Overheating issue, please help

   #11  

ptsg

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I agree with the others. Check if the thing is actually getting hot before doing any major work. Even just touching the hydraulic tank should give you some indication.

You could also locate the temp sensor for the hydraulic fluid and check if there is anything obviously wrong with it like a bad wire or something.
 
   #12  

techman

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Overheating can be a bad sensor (really not overheating), restricted air flow in the cooler (seems like that is not an issue), insufficient flow through the cooler which could be a bad priority valve (would need to see the hydraulic schematic to determine), a worn out pump or one or more valves, or a relief valve not working properly. Worn out pump or valve(s) let high leakage bypass generating heat.
paul
 
   #13  

oosik

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You know Eddie - if your hydraulic temperature sensor doesn't work any better that my fuel gauge sensor...................
 
   #15  

ruffdog

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Can you see light through the oil cooler fins if you hold it up to a light?
 
   #17  

aczlan

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I have not measured the temp, or tested the sensor. I'll have to do that. Any recommendations on a good tester?


I just did a quick search on Amazon and saw this. https://www.amazon.com/Etekcity-Las...d=1588442707&sprefix=laser+tem,aps,323&sr=8-4


If I bought it, or one that somebody says is a better one to buy, where would I measure the temperature?

Does anybody know what the temperature is supposed to be so I can know if my hydraulics are too hot?
I have one that looks similar, 180F-200F is probbaly about right for max temp before the "oil overheating" sensor trips.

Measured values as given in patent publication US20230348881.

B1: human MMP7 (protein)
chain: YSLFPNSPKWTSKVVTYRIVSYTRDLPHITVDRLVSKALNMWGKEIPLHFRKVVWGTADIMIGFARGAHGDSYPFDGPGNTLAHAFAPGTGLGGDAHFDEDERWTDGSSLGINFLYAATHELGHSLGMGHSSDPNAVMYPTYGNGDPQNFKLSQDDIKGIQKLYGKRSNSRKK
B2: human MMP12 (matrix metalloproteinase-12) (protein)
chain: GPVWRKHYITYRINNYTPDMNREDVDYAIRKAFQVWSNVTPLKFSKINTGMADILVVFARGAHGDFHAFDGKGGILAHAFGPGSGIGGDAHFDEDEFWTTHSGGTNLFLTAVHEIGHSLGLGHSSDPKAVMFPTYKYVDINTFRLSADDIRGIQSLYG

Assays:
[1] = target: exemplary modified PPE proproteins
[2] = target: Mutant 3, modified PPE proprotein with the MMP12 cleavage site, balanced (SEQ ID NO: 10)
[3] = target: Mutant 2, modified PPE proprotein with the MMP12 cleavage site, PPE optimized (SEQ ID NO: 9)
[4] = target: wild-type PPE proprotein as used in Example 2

Any chance that a valve is stuck open and is pushing all flow past the pressure relief (should be making a squealing sound if this is the case)?
Do you have someplace where you could tee a pressure gauge in before the hydraulic control valves?

I see three likely sources for your problem:
1. Dirt/crud blocking the fins of the oil cooler and preventing airflow through the air side of it.
2. Bad sensor thinking that its too hot when its not (we had that last year on a tractor at work).
3. Valve stuck "on" and pushing all flow past the pressure relief.

Aaron Z
 
   #18  

kthompson

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Have a friend who was having similar issue on an excavator and it was with a pressure relief in the system. Check the pressure and get the infrared thermometer as has been suggested. Cool temp shows lack of oil flowing.

Hey the infrared thermometer has many more uses: can check the temp on a cooking surface or a grill with a top or for insulation issues with walls or water leaking in a wall. Can check for bad bearings on wheels or an engine. Right handy device and think still about $20. We keep ours beside the stove so I know when a frying pan is the right temp.
 
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